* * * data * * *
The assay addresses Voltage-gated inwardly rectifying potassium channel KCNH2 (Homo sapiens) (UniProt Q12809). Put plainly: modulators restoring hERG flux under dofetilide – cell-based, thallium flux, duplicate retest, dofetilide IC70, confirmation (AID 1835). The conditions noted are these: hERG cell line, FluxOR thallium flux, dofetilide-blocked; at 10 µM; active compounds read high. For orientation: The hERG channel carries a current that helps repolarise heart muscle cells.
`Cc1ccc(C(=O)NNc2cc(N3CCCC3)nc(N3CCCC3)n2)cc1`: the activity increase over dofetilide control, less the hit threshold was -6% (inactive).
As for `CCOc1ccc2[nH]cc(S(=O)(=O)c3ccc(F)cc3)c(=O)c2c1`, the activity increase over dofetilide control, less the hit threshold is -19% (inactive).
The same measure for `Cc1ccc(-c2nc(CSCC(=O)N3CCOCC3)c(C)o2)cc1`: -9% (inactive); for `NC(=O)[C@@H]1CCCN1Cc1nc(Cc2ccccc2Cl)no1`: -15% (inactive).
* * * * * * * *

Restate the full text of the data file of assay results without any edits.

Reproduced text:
The assay addresses Voltage-gated inwardly rectifying potassium channel KCNH2 (Homo sapiens) (UniProt Q12809). Put plainly: modulators restoring hERG flux under dofetilide – cell-based, thallium flux, duplicate retest, dofetilide IC70, confirmation (AID 1835). The conditions noted are these: hERG cell line, FluxOR thallium flux, dofetilide-blocked; at 10 µM; active compounds read high. For orientation: The hERG channel carries a current that helps repolarise heart muscle cells.
`Cc1ccc(C(=O)NNc2cc(N3CCCC3)nc(N3CCCC3)n2)cc1`: the activity increase over dofetilide control, less the hit threshold was -6% (inactive).
As for `CCOc1ccc2[nH]cc(S(=O)(=O)c3ccc(F)cc3)c(=O)c2c1`, the activity increase over dofetilide control, less the hit threshold is -19% (inactive).
The same measure for `Cc1ccc(-c2nc(CSCC(=O)N3CCOCC3)c(C)o2)cc1`: -9% (inactive); for `NC(=O)[C@@H]1CCCN1Cc1nc(Cc2ccccc2Cl)no1`: -15% (inactive).